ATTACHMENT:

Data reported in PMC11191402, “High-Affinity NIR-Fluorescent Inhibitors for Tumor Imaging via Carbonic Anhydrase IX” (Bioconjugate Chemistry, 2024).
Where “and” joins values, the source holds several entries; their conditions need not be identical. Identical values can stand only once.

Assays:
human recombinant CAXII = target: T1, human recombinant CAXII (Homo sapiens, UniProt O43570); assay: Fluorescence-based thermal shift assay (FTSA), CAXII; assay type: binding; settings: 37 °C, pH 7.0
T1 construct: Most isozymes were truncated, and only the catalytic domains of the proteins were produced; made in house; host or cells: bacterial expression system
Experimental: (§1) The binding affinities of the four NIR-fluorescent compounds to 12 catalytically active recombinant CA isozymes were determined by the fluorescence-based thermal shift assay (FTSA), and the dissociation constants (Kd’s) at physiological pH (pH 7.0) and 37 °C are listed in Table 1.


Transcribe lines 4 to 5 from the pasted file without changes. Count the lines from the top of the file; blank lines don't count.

human recombinant CAXII = target: T1, human recombinant CAXII (Homo sapiens, UniProt O43570); assay: Fluorescence-based thermal shift assay (FTSA), CAXII; assay type: binding; settings: 37 °C, pH 7.0
T1 construct: Most isozymes were truncated, and only the catalytic domains of the proteins were produced; made in house; host or cells: bacterial expression system